While the story was tired and the characters lacking in any real development since the previous two films, Star Trek Beyond was still enjoyable to watch. As a fan of special effects and alluring visuals, it was amazing to see just how pretty space is. Urbanisation and new technologies has always been interesting to me so being exposed to what the future could hold for us is quite thrilling. The StarFleet ships and cityscape of the StarBase, Yorktown, was just stunning; not to mention the stellar lighting effects that the film utilised to depict outer space war.  

When thinking about this film’s tagline, ‘Beyond the darkness, lies greatness’, it almost feels as if Star Trek Beyond is overcompensating to try to keep up with other popular films that have released this year. Perhaps this film is simply a stepping stone, a mark of the USS Enterprise crew growing up and moving on from being an immature team of space explorers to becoming one of the best crews of the entire StarFleet. Perhaps the next film will prove to be a more worthwhile tale. I most definitely hope so.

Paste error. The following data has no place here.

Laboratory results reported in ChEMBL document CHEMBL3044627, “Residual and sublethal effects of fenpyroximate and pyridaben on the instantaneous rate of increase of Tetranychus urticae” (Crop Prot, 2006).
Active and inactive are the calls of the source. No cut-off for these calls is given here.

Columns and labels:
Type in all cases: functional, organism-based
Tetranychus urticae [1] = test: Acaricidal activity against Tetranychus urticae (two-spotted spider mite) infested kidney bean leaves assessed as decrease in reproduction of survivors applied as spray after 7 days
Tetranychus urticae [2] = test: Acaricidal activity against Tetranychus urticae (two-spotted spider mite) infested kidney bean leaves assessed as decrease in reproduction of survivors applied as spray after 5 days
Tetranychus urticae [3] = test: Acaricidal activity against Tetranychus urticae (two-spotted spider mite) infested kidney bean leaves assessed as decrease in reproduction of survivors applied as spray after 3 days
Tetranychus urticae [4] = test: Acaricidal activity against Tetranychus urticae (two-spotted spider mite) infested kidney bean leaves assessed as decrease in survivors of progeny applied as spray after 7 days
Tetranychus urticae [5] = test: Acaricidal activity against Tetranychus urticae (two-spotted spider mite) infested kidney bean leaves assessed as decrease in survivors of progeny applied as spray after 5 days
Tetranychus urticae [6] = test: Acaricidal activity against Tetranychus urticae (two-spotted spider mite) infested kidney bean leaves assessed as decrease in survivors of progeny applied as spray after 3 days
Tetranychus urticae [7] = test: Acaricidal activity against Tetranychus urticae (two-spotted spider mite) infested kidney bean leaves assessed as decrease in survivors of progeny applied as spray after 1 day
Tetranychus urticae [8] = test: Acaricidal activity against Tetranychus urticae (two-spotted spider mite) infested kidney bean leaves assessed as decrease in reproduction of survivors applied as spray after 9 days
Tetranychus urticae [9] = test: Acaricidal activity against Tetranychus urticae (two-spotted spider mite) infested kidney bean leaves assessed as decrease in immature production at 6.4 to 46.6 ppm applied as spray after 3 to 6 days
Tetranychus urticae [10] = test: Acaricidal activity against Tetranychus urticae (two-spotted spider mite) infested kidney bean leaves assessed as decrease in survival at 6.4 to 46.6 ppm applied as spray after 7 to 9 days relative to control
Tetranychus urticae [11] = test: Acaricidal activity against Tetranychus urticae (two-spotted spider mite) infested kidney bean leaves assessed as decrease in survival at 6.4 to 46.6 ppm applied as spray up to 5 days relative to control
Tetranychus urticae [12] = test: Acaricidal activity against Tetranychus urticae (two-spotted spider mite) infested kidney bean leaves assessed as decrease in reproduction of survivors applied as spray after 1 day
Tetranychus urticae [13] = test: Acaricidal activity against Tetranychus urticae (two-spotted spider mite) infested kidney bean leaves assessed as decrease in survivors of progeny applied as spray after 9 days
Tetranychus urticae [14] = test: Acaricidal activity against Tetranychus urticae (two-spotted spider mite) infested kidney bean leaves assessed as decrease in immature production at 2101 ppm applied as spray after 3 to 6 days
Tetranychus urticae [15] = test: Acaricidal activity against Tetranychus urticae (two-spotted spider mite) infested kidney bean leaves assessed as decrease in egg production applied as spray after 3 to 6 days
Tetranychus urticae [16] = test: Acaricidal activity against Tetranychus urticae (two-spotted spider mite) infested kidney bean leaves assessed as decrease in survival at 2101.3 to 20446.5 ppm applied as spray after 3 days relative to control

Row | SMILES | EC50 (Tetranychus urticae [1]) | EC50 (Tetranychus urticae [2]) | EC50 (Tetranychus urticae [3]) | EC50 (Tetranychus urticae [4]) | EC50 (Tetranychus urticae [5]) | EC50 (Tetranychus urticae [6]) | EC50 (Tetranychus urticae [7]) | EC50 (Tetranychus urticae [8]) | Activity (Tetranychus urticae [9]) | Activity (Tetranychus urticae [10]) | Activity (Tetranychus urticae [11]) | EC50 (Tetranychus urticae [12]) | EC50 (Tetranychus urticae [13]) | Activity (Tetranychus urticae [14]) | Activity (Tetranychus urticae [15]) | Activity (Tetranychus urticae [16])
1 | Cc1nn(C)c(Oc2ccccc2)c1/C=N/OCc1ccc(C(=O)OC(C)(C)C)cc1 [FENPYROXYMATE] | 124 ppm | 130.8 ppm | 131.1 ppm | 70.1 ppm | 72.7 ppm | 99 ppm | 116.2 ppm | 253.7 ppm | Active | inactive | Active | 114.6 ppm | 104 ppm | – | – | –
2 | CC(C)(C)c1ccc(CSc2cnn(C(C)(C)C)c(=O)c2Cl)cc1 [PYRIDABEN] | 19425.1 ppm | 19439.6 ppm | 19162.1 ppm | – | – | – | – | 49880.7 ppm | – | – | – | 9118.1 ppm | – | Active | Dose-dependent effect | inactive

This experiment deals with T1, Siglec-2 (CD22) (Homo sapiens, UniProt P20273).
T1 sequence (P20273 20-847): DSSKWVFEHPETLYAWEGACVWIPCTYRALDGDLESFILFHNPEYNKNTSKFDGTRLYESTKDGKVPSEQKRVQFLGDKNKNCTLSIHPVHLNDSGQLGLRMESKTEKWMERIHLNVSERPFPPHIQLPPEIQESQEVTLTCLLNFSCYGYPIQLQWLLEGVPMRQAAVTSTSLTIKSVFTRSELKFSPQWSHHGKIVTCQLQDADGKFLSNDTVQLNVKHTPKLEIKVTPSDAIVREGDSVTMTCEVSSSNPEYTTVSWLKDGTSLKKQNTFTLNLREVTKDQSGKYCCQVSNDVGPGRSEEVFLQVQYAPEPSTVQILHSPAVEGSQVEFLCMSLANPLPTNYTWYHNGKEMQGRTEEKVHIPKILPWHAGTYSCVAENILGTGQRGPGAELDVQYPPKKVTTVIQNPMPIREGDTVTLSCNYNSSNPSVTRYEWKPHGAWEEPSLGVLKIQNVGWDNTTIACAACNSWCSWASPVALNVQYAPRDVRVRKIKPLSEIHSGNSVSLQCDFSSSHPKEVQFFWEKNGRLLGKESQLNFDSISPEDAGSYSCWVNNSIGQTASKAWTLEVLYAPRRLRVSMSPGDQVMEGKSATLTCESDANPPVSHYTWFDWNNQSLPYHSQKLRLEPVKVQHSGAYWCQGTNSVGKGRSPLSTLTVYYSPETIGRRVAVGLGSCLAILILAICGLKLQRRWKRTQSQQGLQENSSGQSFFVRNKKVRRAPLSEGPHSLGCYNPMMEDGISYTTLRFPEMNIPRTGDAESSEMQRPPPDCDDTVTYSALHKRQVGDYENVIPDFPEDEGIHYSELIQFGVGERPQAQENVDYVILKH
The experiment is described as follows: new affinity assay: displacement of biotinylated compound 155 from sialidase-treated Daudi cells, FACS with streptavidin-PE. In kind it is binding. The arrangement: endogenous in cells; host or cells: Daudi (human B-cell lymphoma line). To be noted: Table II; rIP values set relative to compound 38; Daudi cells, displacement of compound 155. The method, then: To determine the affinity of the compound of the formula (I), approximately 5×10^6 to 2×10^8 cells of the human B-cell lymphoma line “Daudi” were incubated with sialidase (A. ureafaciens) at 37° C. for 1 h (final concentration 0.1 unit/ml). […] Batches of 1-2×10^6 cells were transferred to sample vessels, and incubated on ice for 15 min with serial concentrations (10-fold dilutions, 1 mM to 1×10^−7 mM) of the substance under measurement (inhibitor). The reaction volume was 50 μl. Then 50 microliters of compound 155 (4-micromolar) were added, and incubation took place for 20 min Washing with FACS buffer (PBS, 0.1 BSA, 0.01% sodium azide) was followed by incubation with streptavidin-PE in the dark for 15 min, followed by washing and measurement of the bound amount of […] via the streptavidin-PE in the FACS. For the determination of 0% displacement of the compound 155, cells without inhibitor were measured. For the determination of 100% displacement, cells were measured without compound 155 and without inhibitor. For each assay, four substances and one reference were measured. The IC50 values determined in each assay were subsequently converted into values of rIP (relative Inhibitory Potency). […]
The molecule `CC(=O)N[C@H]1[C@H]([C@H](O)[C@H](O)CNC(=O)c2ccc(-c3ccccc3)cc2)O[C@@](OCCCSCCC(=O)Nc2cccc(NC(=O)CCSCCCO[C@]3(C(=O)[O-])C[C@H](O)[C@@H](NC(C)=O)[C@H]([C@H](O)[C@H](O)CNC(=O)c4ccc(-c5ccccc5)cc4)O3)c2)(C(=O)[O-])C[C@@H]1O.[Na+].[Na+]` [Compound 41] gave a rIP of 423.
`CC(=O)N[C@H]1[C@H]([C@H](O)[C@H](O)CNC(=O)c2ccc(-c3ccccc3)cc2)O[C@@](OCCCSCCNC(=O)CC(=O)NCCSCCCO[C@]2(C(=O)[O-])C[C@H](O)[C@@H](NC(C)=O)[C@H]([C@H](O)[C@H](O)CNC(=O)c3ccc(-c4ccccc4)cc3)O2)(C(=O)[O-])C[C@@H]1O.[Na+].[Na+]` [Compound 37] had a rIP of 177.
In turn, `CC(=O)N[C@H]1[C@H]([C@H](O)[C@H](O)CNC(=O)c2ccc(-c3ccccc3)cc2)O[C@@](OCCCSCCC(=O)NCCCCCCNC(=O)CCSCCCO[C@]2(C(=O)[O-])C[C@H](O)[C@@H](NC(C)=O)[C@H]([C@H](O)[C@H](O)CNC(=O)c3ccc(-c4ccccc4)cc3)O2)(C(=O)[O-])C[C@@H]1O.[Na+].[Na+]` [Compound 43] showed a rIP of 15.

Star Trek Beyond wasn’t my cup of tea storywise, but despite its shortcomings, it still managed to keep me in my seat. Any Star Trek or sci-fi fan will find some aspect of the film to enjoy and if not, at least the visuals will leave you satisfied. Whether the story is dull or not, I’d recommend watching the film, simply as a tribute to Anton Yelchin and as support to Simon Pegg’s acting.